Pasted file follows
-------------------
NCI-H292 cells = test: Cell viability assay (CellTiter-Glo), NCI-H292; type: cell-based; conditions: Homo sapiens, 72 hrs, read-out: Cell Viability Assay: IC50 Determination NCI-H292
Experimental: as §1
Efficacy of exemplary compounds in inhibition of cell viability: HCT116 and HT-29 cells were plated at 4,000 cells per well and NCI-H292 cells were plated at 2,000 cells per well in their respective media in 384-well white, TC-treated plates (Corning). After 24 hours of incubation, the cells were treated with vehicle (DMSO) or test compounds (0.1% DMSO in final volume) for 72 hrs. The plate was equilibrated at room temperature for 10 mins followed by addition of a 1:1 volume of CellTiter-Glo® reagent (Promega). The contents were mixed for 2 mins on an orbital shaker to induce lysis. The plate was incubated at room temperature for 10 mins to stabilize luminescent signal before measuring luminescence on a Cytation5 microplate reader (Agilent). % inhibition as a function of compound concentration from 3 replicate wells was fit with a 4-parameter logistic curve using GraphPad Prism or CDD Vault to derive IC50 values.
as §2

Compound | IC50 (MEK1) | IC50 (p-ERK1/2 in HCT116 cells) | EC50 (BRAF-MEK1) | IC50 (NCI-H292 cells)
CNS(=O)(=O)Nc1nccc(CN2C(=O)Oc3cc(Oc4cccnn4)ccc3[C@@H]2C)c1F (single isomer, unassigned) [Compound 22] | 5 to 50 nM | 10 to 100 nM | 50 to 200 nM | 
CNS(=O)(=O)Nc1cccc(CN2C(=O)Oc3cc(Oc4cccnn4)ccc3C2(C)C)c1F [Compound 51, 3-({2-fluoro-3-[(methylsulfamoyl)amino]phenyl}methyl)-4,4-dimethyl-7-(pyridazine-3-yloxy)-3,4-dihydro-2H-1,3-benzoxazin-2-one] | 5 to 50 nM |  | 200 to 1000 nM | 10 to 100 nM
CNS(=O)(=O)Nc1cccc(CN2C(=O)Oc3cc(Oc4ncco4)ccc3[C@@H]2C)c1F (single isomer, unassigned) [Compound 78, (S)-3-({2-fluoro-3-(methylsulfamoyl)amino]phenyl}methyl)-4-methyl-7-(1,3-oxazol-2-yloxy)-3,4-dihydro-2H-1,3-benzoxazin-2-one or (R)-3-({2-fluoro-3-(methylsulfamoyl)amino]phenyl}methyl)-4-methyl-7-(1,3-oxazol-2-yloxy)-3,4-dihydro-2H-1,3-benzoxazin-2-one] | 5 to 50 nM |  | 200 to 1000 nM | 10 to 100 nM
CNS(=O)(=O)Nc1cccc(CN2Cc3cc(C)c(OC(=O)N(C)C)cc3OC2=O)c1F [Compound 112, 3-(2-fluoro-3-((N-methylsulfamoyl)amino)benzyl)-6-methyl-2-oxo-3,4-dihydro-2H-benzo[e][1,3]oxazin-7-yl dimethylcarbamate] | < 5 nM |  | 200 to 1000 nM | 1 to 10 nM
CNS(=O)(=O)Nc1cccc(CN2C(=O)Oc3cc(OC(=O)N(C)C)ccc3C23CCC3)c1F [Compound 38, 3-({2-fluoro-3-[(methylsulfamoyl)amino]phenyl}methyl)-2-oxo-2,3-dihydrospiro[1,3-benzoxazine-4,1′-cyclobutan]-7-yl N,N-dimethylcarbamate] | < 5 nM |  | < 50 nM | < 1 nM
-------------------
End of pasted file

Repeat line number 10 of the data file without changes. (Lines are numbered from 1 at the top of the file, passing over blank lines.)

CNS(=O)(=O)Nc1cccc(CN2C(=O)Oc3cc(OC(=O)N(C)C)ccc3C23CCC3)c1F [Compound 38, 3-({2-fluoro-3-[(methylsulfamoyl)amino]phenyl}methyl)-2-oxo-2,3-dihydrospiro[1,3-benzoxazine-4,1′-cyclobutan]-7-yl N,N-dimethylcarbamate] | < 5 nM |  | < 50 nM | < 1 nM